2. Provide advice as to what steps, if any, JQE can take to reduce the risk of the PSI rules being applied by the ATO. Focus on actions that can be taken using the existing business structure of JQE.
3. The advice should be provided in the form of a letter of advice. See the Study Desk for an example letter and consider that John and Carrie do not have technical tax knowledge.
4. Submit up to 2 pages of supplementary explanations to substantiate or support your letter of advice. This is not designed to be sent to the client and should include references to relevant sections of the Income Tax Assessment Acts, relevant case law or rulings from the Australian Taxation Office.
[Total 20 Marks]
LAW3131 – Revenue Law & Practice B
Semester 2, 2020
Major Assignment Marking Criteria Sheet
Question 1 – Partnership 12 Marks N/A F C B A HD
Identification of legal issues, legislation and case law
The student has identified the significant relevant legal issues, legislation and case law in relation to the partnership sale. 0 1 1.5
Application
Demonstrated level of understanding of the relevant law in the calculation of net income of the partnership.
0
1
1.5
2
2.5
3
Demonstrated level of understanding of the relevant law in their discussion of the tax effects of the sale of each of the partnership assets and application of choices/elections. 1 2 3 4 5 6
Conclusions
The student has drawn appropriate and valid conclusions in relation to their advice given to the partners upon the partnership sale.
0
1
1.5
Question 2 – Trusts 10 Marks
Identification of legal issues, legislation and case law
The student has identified the significant relevant legal issues, legislation and case law in relation to the trust loss and distributions to beneficiaries. 0 0.5 1
Application
Demonstrated level of understanding of the relevant law in their application to the facts in relation to the utilisation of trust losses.
0
1
1.5
2
2.5
3
Demonstrated level of understanding of the relevant law in their application to the facts in advising on the distributions to beneficiaries.. 0 1 2.5 3 4 5
Conclusions
The student has drawn appropriate and valid conclusions in relation to the utilisation of the trust loss, and the distributions to each beneficiary.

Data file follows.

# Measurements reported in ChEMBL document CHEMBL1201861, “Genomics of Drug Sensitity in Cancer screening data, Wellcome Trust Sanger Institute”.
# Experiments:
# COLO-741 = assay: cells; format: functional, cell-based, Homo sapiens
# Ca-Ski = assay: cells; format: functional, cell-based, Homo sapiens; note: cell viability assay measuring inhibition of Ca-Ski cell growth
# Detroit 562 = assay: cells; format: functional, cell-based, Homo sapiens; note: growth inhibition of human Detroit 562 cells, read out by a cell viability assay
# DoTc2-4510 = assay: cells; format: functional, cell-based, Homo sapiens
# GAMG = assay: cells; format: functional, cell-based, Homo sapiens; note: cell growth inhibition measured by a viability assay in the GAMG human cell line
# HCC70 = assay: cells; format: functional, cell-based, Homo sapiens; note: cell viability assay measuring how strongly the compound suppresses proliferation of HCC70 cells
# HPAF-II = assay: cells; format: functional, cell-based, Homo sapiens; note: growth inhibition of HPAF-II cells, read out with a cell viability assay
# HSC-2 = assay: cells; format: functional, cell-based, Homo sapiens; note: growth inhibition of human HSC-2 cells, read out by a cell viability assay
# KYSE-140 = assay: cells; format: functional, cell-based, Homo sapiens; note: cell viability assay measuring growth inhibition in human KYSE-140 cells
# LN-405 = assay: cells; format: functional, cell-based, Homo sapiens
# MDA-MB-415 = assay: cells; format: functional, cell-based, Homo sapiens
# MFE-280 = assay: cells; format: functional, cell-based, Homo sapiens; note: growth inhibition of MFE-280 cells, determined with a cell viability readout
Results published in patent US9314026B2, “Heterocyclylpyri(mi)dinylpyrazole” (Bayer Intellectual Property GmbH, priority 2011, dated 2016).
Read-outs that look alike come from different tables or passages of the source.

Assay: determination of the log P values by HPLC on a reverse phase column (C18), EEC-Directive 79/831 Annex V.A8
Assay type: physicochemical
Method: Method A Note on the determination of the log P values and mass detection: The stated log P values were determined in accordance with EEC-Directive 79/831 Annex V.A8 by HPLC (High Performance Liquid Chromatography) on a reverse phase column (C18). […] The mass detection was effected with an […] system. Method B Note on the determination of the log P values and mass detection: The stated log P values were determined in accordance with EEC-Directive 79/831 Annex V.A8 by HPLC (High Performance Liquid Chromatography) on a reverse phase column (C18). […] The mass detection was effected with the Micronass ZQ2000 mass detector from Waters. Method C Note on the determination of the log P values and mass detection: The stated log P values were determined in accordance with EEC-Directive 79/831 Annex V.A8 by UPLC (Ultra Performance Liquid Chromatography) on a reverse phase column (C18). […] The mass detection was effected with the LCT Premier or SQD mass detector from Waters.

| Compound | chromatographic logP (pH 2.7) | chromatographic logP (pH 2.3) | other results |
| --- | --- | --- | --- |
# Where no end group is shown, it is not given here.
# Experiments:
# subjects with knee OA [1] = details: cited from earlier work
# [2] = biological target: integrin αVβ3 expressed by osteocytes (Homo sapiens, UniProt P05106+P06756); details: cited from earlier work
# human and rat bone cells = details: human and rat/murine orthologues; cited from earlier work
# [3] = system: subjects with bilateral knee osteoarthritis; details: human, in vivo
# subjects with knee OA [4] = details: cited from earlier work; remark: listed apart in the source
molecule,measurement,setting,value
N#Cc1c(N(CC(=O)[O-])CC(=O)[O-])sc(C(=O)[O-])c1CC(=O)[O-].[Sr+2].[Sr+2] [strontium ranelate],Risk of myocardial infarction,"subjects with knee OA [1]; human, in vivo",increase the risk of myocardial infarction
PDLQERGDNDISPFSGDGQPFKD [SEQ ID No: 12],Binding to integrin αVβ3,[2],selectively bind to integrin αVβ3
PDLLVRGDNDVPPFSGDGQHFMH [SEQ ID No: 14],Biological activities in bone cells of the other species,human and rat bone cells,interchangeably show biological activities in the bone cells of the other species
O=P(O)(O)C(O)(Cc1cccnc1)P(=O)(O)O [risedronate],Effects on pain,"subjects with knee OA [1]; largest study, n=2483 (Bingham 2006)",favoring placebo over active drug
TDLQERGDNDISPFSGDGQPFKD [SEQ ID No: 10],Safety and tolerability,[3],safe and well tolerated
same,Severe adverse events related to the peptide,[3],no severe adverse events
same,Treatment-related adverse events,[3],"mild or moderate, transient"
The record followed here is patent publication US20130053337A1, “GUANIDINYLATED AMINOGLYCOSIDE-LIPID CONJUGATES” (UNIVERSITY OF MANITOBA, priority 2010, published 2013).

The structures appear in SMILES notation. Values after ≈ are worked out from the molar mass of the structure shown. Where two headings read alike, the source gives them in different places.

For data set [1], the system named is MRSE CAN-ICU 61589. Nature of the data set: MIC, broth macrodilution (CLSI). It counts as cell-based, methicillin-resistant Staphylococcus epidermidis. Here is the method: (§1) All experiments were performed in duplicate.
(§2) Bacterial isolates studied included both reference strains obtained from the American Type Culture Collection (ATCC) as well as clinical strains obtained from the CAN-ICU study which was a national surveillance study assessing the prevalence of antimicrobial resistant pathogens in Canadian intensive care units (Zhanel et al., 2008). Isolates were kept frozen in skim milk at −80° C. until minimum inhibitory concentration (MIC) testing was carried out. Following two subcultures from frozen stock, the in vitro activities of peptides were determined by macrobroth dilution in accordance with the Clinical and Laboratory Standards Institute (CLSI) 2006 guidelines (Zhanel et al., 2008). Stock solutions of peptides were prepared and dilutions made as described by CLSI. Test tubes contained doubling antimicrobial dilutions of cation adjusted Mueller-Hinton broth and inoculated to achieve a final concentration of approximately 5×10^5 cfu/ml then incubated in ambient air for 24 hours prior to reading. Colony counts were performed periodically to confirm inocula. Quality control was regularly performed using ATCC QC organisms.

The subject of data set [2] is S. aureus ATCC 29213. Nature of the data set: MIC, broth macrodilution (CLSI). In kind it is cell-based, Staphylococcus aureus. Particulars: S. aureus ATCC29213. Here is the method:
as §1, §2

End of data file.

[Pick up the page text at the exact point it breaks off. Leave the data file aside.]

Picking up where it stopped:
0
0.5
1
Question 3 – Companies 8 Marks
Identification of legal issues, legislation and case law
The student has identified the significant relevant legal issues, legislation and case law in determining whether losses can be utilised. 0 1 1.5
Application
Demonstrated level of understanding of the relevant law in their application to the facts in relation to the utilisation of prior year losses.
0.5
2
2.5
3.5
4
5
Conclusions
The student has drawn appropriate and valid conclusions in relation to the utilisation of the prior year loss.
0
1
1.5
9
Question 4 – Personal Services Income 20 Marks
Identification of legal issues, legislation and case law
The student has identified the significant relevant client issues, legislation and case law relating to the PSI rules. 0 0.5 1 1.5 2
Application
Demonstrated level of understanding the relevant issues, legal concepts and law in their application to the facts, including:
- Applicable tests
- Consequences of application of PSI rules
- Actions to reduce the risk of PSI rules applying
1
2.5
5
6.5
8
10
Conclusions
The student has drawn appropriate and valid conclusions and recommendations for the client.
0
.5
1
1.5
2
Format
Adherence to the correct conventions of a business letter of advice and overall presentation of the letter.
0
1
1.5
2
2.5
3
Expression.
Overall clarity of expression, use of grammar and appropriateness of the language and terminology for a client letter of advice.
0
1
1.5
2
2.5
3
TOTAL (out of 50)
Important! Grade Descriptors;
HD – the student has shown a very high level of demonstrated ability in relation to the stated criteria by covering all valid points in a clear and succinct manner. The student may have also demonstrated an ability to think beyond the facts and recognise the broader implications of the facts, missing facts or alternate arguments.
A – The student has show a high level of demonstrated ability in relation to the stated criteria by either covering all valid points or by covering the majority of valid points in a clear and succinct manner. The student may have very briefly or occasionally shown ability at the HD level.
B - The student has show a good level of demonstrated ability in relation to the stated criteria by covering most of the valid points. The student may have made some minor incorrect statements or missed some minor points.
C - The student has show a satisfactory level of demonstrated ability in relation to the stated criteria by covering the main valid points. The student may have made a number of minor incorrect statements but did make incorrect statements in relation to major points.
F - The student has not shown a satisfactory level of demonstrated ability in relation to the stated criteria by missing some main points or by making incorrect statements in relation to major points. N/A – The student has not addressed or attempted to address this criterion.
10